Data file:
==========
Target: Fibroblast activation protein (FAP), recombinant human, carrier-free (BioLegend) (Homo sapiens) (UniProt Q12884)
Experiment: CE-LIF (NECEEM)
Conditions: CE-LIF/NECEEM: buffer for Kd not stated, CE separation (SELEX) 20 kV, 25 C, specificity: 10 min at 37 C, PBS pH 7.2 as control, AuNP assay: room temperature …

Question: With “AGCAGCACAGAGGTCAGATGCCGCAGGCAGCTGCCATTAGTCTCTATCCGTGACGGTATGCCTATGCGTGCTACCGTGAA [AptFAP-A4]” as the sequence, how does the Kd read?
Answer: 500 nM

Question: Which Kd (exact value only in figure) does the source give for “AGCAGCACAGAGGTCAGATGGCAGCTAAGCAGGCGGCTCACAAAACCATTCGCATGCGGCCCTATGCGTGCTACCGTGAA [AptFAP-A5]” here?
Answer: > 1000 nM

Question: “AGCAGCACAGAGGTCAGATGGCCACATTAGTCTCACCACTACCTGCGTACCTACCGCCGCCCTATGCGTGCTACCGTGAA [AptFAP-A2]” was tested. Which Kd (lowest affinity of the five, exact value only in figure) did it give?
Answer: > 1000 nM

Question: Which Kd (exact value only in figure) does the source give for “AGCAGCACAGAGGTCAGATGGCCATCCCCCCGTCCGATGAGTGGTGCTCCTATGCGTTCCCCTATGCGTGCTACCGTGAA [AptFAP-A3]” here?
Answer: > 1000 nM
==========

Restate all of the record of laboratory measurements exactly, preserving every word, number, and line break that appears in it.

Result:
Target: Fibroblast activation protein (FAP), recombinant human, carrier-free (BioLegend) (Homo sapiens) (UniProt Q12884)
Experiment: CE-LIF (NECEEM)
Conditions: CE-LIF/NECEEM: buffer for Kd not stated, CE separation (SELEX) 20 kV, 25 C, specificity: 10 min at 37 C, PBS pH 7.2 as control, AuNP assay: room temperature …

Question: With “AGCAGCACAGAGGTCAGATGCCGCAGGCAGCTGCCATTAGTCTCTATCCGTGACGGTATGCCTATGCGTGCTACCGTGAA [AptFAP-A4]” as the sequence, how does the Kd read?
Answer: 500 nM

Question: Which Kd (exact value only in figure) does the source give for “AGCAGCACAGAGGTCAGATGGCAGCTAAGCAGGCGGCTCACAAAACCATTCGCATGCGGCCCTATGCGTGCTACCGTGAA [AptFAP-A5]” here?
Answer: > 1000 nM

Question: “AGCAGCACAGAGGTCAGATGGCCACATTAGTCTCACCACTACCTGCGTACCTACCGCCGCCCTATGCGTGCTACCGTGAA [AptFAP-A2]” was tested. Which Kd (lowest affinity of the five, exact value only in figure) did it give?
Answer: > 1000 nM

Question: Which Kd (exact value only in figure) does the source give for “AGCAGCACAGAGGTCAGATGGCCATCCCCCCGTCCGATGAGTGGTGCTCCTATGCGTTCCCCTATGCGTGCTACCGTGAA [AptFAP-A3]” here?
Answer: > 1000 nM